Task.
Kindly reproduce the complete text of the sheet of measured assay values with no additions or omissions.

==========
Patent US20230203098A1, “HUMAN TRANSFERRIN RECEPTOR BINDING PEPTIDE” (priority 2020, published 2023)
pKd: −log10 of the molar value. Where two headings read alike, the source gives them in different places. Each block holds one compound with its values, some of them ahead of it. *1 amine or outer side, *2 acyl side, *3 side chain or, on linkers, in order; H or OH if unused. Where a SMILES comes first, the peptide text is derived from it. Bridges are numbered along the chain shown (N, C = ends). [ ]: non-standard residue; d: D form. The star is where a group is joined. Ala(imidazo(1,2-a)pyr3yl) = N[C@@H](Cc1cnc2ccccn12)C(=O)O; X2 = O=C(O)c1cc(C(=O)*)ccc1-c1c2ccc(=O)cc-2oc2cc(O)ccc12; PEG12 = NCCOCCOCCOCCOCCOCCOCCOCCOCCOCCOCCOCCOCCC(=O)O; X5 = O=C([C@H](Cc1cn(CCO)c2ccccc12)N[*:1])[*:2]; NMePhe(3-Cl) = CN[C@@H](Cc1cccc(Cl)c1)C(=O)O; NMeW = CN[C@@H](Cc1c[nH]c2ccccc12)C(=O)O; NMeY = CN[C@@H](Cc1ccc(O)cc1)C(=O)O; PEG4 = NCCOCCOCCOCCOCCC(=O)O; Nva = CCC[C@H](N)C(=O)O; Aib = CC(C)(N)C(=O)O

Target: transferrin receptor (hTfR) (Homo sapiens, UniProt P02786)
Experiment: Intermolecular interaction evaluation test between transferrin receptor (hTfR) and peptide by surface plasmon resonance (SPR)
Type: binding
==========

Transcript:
Patent US20230203098A1, “HUMAN TRANSFERRIN RECEPTOR BINDING PEPTIDE” (priority 2020, published 2023)
pKd: −log10 of the molar value. Where two headings read alike, the source gives them in different places. Each block holds one compound with its values, some of them ahead of it. *1 amine or outer side, *2 acyl side, *3 side chain or, on linkers, in order; H or OH if unused. Where a SMILES comes first, the peptide text is derived from it. Bridges are numbered along the chain shown (N, C = ends). [ ]: non-standard residue; d: D form. The star is where a group is joined. Ala(imidazo(1,2-a)pyr3yl) = N[C@@H](Cc1cnc2ccccn12)C(=O)O; X2 = O=C(O)c1cc(C(=O)*)ccc1-c1c2ccc(=O)cc-2oc2cc(O)ccc12; PEG12 = NCCOCCOCCOCCOCCOCCOCCOCCOCCOCCOCCOCCOCCC(=O)O; X5 = O=C([C@H](Cc1cn(CCO)c2ccccc12)N[*:1])[*:2]; NMePhe(3-Cl) = CN[C@@H](Cc1cccc(Cl)c1)C(=O)O; NMeW = CN[C@@H](Cc1c[nH]c2ccccc12)C(=O)O; NMeY = CN[C@@H](Cc1ccc(O)cc1)C(=O)O; PEG4 = NCCOCCOCCOCCOCCC(=O)O; Nva = CCC[C@H](N)C(=O)O; Aib = CC(C)(N)C(=O)O

Target: transferrin receptor (hTfR) (Homo sapiens, UniProt P02786)
Experiment: Intermolecular interaction evaluation test between transferrin receptor (hTfR) and peptide by surface plasmon resonance (SPR)
Type: binding